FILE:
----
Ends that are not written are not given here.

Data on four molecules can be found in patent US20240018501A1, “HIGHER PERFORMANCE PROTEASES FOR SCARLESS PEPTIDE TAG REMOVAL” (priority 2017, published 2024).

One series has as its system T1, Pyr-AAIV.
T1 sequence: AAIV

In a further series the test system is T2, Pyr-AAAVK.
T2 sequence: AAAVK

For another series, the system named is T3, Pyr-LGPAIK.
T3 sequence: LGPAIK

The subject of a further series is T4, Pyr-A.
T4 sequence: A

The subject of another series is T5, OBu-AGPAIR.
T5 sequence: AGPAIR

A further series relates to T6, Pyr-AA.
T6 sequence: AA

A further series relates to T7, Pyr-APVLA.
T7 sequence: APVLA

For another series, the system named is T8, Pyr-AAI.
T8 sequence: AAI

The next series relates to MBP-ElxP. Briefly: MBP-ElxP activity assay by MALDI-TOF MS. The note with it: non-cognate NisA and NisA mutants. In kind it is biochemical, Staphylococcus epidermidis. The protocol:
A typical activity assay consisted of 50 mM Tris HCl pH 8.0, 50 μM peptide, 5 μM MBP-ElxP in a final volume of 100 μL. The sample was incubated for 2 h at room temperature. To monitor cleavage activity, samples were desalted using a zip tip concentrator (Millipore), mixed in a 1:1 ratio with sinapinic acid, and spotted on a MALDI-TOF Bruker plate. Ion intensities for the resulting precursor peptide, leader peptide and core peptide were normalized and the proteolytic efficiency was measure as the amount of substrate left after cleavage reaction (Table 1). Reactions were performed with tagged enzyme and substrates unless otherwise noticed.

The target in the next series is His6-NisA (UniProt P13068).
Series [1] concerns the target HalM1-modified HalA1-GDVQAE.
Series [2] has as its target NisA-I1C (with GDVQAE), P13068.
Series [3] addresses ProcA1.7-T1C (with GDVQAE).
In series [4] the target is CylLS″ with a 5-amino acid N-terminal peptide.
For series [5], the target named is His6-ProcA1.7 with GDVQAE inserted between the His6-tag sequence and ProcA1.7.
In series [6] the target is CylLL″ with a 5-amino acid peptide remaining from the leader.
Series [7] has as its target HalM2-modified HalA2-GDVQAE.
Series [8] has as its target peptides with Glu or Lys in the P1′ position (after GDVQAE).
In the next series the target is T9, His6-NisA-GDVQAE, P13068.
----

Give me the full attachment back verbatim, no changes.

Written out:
Ends that are not written are not given here.

Data on four molecules can be found in patent US20240018501A1, “HIGHER PERFORMANCE PROTEASES FOR SCARLESS PEPTIDE TAG REMOVAL” (priority 2017, published 2024).

One series has as its system T1, Pyr-AAIV.
T1 sequence: AAIV

In a further series the test system is T2, Pyr-AAAVK.
T2 sequence: AAAVK

For another series, the system named is T3, Pyr-LGPAIK.
T3 sequence: LGPAIK

The subject of a further series is T4, Pyr-A.
T4 sequence: A

The subject of another series is T5, OBu-AGPAIR.
T5 sequence: AGPAIR

A further series relates to T6, Pyr-AA.
T6 sequence: AA

A further series relates to T7, Pyr-APVLA.
T7 sequence: APVLA

For another series, the system named is T8, Pyr-AAI.
T8 sequence: AAI

The next series relates to MBP-ElxP. Briefly: MBP-ElxP activity assay by MALDI-TOF MS. The note with it: non-cognate NisA and NisA mutants. In kind it is biochemical, Staphylococcus epidermidis. The protocol:
A typical activity assay consisted of 50 mM Tris HCl pH 8.0, 50 μM peptide, 5 μM MBP-ElxP in a final volume of 100 μL. The sample was incubated for 2 h at room temperature. To monitor cleavage activity, samples were desalted using a zip tip concentrator (Millipore), mixed in a 1:1 ratio with sinapinic acid, and spotted on a MALDI-TOF Bruker plate. Ion intensities for the resulting precursor peptide, leader peptide and core peptide were normalized and the proteolytic efficiency was measure as the amount of substrate left after cleavage reaction (Table 1). Reactions were performed with tagged enzyme and substrates unless otherwise noticed.

The target in the next series is His6-NisA (UniProt P13068).
Series [1] concerns the target HalM1-modified HalA1-GDVQAE.
Series [2] has as its target NisA-I1C (with GDVQAE), P13068.
Series [3] addresses ProcA1.7-T1C (with GDVQAE).
In series [4] the target is CylLS″ with a 5-amino acid N-terminal peptide.
For series [5], the target named is His6-ProcA1.7 with GDVQAE inserted between the His6-tag sequence and ProcA1.7.
In series [6] the target is CylLL″ with a 5-amino acid peptide remaining from the leader.
Series [7] has as its target HalM2-modified HalA2-GDVQAE.
Series [8] has as its target peptides with Glu or Lys in the P1′ position (after GDVQAE).
In the next series the target is T9, His6-NisA-GDVQAE, P13068.